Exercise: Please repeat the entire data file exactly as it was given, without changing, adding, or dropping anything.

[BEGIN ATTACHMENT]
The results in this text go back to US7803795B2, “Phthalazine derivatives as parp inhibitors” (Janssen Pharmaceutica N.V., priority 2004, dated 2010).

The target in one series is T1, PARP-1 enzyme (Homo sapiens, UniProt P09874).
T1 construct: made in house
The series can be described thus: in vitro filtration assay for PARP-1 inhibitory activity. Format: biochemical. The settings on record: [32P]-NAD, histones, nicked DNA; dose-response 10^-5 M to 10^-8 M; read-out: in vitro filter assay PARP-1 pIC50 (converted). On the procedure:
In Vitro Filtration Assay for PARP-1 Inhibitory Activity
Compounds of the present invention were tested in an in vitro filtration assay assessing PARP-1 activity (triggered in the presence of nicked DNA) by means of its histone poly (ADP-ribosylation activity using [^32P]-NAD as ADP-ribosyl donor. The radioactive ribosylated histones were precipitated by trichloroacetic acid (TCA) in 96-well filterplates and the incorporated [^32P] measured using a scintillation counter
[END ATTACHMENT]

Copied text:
The results in this text go back to US7803795B2, “Phthalazine derivatives as parp inhibitors” (Janssen Pharmaceutica N.V., priority 2004, dated 2010).

The target in one series is T1, PARP-1 enzyme (Homo sapiens, UniProt P09874).
T1 construct: made in house
The series can be described thus: in vitro filtration assay for PARP-1 inhibitory activity. Format: biochemical. The settings on record: [32P]-NAD, histones, nicked DNA; dose-response 10^-5 M to 10^-8 M; read-out: in vitro filter assay PARP-1 pIC50 (converted). On the procedure:
In Vitro Filtration Assay for PARP-1 Inhibitory Activity
Compounds of the present invention were tested in an in vitro filtration assay assessing PARP-1 activity (triggered in the presence of nicked DNA) by means of its histone poly (ADP-ribosylation activity using [^32P]-NAD as ADP-ribosyl donor. The radioactive ribosylated histones were precipitated by trichloroacetic acid (TCA) in 96-well filterplates and the incorporated [^32P] measured using a scintillation counter